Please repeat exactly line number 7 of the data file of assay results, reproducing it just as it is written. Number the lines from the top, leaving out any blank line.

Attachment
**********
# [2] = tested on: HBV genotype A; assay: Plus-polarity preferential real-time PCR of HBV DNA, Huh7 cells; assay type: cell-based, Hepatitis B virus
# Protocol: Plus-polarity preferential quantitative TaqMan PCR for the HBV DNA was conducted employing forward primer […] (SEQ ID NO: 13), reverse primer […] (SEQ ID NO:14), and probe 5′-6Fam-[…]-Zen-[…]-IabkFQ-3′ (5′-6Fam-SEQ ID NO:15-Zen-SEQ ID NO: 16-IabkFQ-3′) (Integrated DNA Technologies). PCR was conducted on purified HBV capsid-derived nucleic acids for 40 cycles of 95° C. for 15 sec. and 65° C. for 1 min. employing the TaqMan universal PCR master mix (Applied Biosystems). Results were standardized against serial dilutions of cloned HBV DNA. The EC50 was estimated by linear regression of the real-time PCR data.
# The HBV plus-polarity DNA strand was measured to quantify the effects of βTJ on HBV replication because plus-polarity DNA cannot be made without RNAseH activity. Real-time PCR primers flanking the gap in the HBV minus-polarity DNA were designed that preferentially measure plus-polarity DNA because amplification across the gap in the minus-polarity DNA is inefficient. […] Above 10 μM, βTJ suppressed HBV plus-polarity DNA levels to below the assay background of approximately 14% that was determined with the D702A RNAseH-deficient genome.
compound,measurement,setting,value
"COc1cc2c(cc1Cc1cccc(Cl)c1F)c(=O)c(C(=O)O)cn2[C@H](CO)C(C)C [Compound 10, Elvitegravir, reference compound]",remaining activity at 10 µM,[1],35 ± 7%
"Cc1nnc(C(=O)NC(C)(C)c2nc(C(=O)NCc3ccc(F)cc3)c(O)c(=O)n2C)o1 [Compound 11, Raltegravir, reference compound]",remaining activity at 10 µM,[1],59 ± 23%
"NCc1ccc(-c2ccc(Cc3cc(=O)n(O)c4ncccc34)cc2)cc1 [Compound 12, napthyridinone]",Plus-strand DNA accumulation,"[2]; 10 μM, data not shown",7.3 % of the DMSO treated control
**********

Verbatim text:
"NCc1ccc(-c2ccc(Cc3cc(=O)n(O)c4ncccc34)cc2)cc1 [Compound 12, napthyridinone]",Plus-strand DNA accumulation,"[2]; 10 μM, data not shown",7.3 % of the DMSO treated control